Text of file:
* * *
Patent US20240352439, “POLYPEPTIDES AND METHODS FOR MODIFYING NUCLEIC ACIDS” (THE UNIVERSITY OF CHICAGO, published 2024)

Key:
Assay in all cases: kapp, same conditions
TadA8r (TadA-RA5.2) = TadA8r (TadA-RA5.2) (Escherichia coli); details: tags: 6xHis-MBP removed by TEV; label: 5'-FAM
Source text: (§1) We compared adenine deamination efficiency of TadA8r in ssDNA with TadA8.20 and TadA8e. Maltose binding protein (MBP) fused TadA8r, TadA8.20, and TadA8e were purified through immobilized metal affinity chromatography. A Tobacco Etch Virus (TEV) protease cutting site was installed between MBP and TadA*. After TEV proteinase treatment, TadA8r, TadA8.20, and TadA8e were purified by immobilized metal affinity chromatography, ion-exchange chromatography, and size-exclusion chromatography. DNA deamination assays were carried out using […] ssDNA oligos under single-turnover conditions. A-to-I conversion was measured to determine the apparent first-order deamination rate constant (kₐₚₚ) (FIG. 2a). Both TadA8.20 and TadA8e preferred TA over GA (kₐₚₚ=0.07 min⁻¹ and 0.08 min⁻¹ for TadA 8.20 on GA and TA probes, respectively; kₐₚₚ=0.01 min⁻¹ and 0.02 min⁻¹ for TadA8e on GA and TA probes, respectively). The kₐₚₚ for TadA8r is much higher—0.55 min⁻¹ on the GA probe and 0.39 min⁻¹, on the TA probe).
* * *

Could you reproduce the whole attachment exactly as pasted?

Patent US20240352439, “POLYPEPTIDES AND METHODS FOR MODIFYING NUCLEIC ACIDS” (THE UNIVERSITY OF CHICAGO, published 2024)

Key:
Assay in all cases: kapp, same conditions
TadA8r (TadA-RA5.2) = TadA8r (TadA-RA5.2) (Escherichia coli); details: tags: 6xHis-MBP removed by TEV; label: 5'-FAM
Source text: (§1) We compared adenine deamination efficiency of TadA8r in ssDNA with TadA8.20 and TadA8e. Maltose binding protein (MBP) fused TadA8r, TadA8.20, and TadA8e were purified through immobilized metal affinity chromatography. A Tobacco Etch Virus (TEV) protease cutting site was installed between MBP and TadA*. After TEV proteinase treatment, TadA8r, TadA8.20, and TadA8e were purified by immobilized metal affinity chromatography, ion-exchange chromatography, and size-exclusion chromatography. DNA deamination assays were carried out using […] ssDNA oligos under single-turnover conditions. A-to-I conversion was measured to determine the apparent first-order deamination rate constant (kₐₚₚ) (FIG. 2a). Both TadA8.20 and TadA8e preferred TA over GA (kₐₚₚ=0.07 min⁻¹ and 0.08 min⁻¹ for TadA 8.20 on GA and TA probes, respectively; kₐₚₚ=0.01 min⁻¹ and 0.02 min⁻¹ for TadA8e on GA and TA probes, respectively). The kₐₚₚ for TadA8r is much higher—0.55 min⁻¹ on the GA probe and 0.39 min⁻¹, on the TA probe).